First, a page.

Google says client-side encryption (CSE) is now generally available for Gmail after it enabled the feature on Drive, Docs, Slides, Sheets and Meet last year and in Calendar earlier this month. The company opened a CSE beta for Gmail and Calendar late last year, but now all organizations on a Google Workspace Enterprise Plus, Education Plus or Education Standard plan can enable the privacy protection feature. The option isn’t available on personal Workspace plans or Google accounts just yet.
Although Workspace “encrypts data at rest and in transit by using secure-by-design cryptographic libraries,” CSE gives organizations total control over their encryption keys. “Starting today, users can send and receive emails or create meeting events with internal colleagues and external parties, knowing that their sensitive data (including inline images and attachments) has been encrypted before it reaches Google servers,” Google wrote in a blog post.
Workspace admins will need to enable CSE, which is off by default. Once it’s enabled for your organization, you can add CSE to any message in Gmail by clicking the lock icon on the right side of the “To” field and turning on the “Additional encryption” option. The compose panel will turn blue and may read “New encrypted message.” Meanwhile, in Calendar, you can click the shield icon next to an event title to add “additional encryption” to the description, attachments and Google Meet call.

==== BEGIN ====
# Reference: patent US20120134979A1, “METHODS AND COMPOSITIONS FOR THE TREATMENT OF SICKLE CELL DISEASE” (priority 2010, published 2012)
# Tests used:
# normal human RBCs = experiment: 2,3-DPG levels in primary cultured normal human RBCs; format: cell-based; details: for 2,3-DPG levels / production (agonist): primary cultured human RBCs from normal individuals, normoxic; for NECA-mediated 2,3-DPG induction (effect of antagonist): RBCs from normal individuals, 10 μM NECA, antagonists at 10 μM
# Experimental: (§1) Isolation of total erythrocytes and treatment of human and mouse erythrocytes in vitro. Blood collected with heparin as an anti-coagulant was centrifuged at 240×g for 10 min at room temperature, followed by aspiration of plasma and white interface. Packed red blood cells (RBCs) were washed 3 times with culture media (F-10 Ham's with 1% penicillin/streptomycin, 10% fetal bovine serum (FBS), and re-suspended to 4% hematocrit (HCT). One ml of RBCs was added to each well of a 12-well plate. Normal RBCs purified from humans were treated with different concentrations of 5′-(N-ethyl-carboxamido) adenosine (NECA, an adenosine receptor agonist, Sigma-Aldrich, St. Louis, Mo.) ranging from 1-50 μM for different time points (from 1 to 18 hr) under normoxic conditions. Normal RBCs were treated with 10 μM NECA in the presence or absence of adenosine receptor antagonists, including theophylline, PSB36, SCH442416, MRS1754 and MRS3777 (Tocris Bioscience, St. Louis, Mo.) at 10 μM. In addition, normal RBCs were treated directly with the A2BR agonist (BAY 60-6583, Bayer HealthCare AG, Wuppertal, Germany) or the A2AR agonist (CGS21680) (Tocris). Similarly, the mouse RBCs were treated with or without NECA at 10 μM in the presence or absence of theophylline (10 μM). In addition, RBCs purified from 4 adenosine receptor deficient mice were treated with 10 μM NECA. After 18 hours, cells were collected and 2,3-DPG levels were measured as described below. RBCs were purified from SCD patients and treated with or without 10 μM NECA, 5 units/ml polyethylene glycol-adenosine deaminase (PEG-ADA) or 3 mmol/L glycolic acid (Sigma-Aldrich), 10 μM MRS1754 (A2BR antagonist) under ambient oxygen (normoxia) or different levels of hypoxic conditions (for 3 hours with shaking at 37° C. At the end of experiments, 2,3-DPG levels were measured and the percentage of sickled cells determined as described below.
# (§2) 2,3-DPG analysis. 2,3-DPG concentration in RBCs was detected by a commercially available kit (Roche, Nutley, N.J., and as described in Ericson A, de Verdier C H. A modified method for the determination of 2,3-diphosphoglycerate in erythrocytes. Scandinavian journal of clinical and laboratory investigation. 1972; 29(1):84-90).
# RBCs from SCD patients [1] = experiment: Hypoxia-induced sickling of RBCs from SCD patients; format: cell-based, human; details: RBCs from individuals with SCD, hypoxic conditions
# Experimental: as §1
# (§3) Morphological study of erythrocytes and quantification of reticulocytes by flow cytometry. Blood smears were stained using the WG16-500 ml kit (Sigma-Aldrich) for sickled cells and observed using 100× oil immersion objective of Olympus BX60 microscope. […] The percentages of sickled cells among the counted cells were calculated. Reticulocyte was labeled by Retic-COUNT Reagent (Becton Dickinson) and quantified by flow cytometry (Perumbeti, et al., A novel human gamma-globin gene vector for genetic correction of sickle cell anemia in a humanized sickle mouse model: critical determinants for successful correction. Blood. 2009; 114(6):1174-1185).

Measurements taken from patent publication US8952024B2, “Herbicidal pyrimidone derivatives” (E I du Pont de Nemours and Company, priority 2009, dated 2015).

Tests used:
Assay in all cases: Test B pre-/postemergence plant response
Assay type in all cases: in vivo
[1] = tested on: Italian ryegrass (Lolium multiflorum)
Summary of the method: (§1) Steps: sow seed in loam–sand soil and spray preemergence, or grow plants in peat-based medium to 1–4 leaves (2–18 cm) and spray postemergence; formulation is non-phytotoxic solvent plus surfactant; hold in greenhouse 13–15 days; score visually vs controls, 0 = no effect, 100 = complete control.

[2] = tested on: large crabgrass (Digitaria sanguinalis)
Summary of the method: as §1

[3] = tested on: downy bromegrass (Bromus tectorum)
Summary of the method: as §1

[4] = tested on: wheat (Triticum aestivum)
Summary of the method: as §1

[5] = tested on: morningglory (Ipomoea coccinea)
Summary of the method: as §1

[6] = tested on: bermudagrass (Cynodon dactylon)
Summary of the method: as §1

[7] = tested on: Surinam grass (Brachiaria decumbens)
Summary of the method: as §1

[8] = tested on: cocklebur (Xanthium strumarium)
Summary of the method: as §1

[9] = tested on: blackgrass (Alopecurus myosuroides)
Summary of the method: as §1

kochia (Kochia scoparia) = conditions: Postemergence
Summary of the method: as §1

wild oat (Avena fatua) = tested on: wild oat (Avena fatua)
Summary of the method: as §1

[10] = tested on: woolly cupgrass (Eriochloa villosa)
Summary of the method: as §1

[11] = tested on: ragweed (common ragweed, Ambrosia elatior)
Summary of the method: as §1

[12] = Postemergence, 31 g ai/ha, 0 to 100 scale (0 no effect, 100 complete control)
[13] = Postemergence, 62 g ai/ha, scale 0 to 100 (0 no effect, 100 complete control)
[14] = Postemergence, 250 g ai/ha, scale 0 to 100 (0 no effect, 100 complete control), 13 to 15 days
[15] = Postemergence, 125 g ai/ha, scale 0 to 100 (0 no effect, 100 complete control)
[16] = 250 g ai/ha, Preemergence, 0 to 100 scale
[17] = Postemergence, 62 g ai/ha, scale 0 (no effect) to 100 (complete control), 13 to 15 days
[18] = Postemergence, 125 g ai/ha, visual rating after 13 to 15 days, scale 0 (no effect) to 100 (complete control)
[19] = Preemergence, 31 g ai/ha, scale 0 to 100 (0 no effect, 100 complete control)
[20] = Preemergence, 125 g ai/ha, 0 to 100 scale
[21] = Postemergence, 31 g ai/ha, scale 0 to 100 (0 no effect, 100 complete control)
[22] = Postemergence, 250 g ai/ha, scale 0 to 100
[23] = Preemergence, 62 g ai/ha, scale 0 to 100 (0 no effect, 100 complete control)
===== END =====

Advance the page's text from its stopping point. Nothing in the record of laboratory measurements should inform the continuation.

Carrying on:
Encrypting the likes of Drive files and Calendar events is certainly welcome, but CSE protections may be most effective in Gmail. Organizations are perhaps more likely to send emails externally than share files or calendar invites with third-parties, after all. In any case, Google says that all essential Workspace apps are now covered by CSE.
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